food laws, standards and regulations will serve as a benchmark for evaluating and maintaining food
safety. They will provide environmental health and sanitary officers with the capability to target and
reduce unsafe food handling and processing practices. Also such apex body needs to be built on the
accountability and transparency that will be free from any kind of bureaucratic complexities. Laws
should be amended providing the higher penalties for the wrongdoers as well as an efficient
administrative enforcement regime need to be structured based on persuasive tools.
2. Alternative Production Methods: World Bank research compares outcomes for farming with
Integrated Pest Management (IPM) and conventional techniques, using input-use accounting,
conventional production functions and frontier production estimation. IPM comprises a range of
approaches, from carefully targeted use of chemical pesticides to biological techniques that use
natural parasites and predators to control pests. Results from Bangladesh suggest that the
productivity of IPM rice farming is not significantly different from the productivity of conventional
farming. Since IPM reduces pesticide costs with no accompanying loss in production, it seems to be
more profitable than conventional rice farming. Interview results also suggest substantial health and
ecological benefits.


3. Educating farmers about pesticides: Only 4% of Bangladeshi farmers are formally trained in
pesticide use or handling. As a result they use the wrong quantity or type of pesticides for food
preservations. Education and training in the use of pesticides will lead to farmers making discrete
use of pesticides, which will increase food safety.
4. Improving storage facilities: Due to the perishable nature of the goods they produce, terms of
trade is said to decline secularly against farmers. This encourages them to make use of chemicals
that increase the shelf life of their products. Increasing the number of storage facilities will help the
farmers battle with the perishable nature of their goods. This will also boost food security because
produce from years of bumper production can be stored and used in years of lean production.
5. Improving storage facilities: Due to the perishable nature of the goods they produce, terms of
trade is said to decline secularly against farmers. This encourages them to make use of chemicals
that increase the shelf life of their products. Increasing the number of storage facilities will help the
farmers battle with the perishable nature of their goods. This will also boost food security because
produce from years of bumper production can be stored and used in years of lean production.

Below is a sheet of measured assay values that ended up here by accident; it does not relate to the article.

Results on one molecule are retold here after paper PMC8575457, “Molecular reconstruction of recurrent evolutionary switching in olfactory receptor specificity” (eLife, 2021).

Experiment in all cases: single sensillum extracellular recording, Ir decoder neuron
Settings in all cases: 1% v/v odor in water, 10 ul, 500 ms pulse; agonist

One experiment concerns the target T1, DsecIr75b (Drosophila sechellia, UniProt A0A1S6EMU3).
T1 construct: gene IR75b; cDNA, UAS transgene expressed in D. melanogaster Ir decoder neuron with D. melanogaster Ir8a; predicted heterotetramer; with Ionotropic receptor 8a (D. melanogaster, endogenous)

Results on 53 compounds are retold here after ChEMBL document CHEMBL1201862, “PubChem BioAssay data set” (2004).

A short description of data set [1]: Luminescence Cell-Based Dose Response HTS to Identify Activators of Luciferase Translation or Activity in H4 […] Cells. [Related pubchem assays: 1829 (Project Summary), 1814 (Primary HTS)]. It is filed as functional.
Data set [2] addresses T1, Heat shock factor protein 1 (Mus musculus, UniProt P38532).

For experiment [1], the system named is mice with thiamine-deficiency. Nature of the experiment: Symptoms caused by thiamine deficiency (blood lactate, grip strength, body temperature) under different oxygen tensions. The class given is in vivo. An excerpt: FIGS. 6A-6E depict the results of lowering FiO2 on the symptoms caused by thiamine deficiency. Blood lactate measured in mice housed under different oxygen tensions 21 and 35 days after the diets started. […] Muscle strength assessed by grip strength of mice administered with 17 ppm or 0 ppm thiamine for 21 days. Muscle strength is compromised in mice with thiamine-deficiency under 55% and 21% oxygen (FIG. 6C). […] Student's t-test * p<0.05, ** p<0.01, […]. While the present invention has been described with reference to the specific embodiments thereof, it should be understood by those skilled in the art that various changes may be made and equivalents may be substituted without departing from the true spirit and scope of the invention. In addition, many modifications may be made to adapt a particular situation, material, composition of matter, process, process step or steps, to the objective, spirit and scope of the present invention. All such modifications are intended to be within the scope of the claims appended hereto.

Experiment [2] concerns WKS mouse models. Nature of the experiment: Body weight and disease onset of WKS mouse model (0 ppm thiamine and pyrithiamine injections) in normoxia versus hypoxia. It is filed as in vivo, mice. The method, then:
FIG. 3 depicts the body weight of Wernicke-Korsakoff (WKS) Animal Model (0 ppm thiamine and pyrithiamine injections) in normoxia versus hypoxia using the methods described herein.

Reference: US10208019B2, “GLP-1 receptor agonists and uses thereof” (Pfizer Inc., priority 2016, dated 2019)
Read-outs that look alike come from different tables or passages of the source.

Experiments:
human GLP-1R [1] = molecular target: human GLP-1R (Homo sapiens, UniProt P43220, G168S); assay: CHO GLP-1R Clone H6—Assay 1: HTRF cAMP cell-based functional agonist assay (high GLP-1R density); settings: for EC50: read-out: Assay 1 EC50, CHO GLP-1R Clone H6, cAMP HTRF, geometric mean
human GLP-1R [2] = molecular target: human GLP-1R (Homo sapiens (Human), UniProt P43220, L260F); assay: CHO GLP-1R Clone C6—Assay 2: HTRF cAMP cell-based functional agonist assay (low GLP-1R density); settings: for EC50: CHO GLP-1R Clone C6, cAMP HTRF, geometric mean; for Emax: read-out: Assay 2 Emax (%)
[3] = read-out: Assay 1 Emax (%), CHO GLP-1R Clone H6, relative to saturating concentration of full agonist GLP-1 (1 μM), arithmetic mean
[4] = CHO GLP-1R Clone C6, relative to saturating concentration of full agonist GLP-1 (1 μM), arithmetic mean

6. Improving the supply chain: A chronic problem prevailing in the market for agricultural produce
is the proliferation of intermediaries which results in lowering price for farmers and hiking it for
consumers. For most of the agricultural produce that are traded in the market there are at least six
middlemen. As a result of the removal of intermediaries farmers can get around 10 to 15 percent
higher prices than before. Increase in their incomes may encourage the farmers to avoid adding
harmful chemical substances in their produce.
Due to long tails of traffic in the highways, the agricultural produce start to rot. Transportation by
river ways take less time helping farmers to overcome the odds of the perishable nature of their
products and gaining better terms of trade.
7.Improving the packaging: Improving the packaging of produce, which at present is abysmally
poor or non-existent, will increase the shelf life of agricultural produce. For this purpose, plastic
bags can be being distributed among farmers. It has been estimated that if plastic bag is used at
farmers' level the loss/wastage can be reduced by at least 5 per cent. But this will take some time,
according to experts. In China it took 10 years to popularise the use of plastic bag by farmers.
Finally we need good governance to tie all the plans up. It is of the utmost importance that good
governance is ensured at the different levels of society to ensure food safety. Efficiency is key in
governance be for a government or a private organization.








Appendix
1. http://www.thedailystar.net/business/food-safety-in-bangladesh-23177
2. http://www.thefinancialexpress-
bd.com/old/index.php?ref=MjBfMDhfMjNfMTNfMV82XzE4MDc2Mg==
3. http://www.thedailystar.net/frontpage/40pc-food-poisonous-21921
4. http://elibrary.worldbank.org/doi/book/10.1596/1813-9450-3776
5. http://www.theguardianbd.com/silo-in-bangladesh-a-system-of-safe-food-
management/
6. http://bdfoodsafety.org/inner_details.php?Page=8
7. http://www.fao.org/fileadmin/user_upload/faobd/docs/In_Focus/SUSTAINA
BLE_FOOD_SYSTEMS_FOR_FOOD_SECURITY_AND_NUTRITION.pdf
8. http://www.indexmundi.com/agriculture/?country=bd&commodity=wheat&g
raph=production
9. http://www.foodsecurityatlas.org/bgd/country/availability/agricultural-
production
10. http://ro.uow.edu.au/cgi/viewcontent.cgi?article=1160&context=lhapapers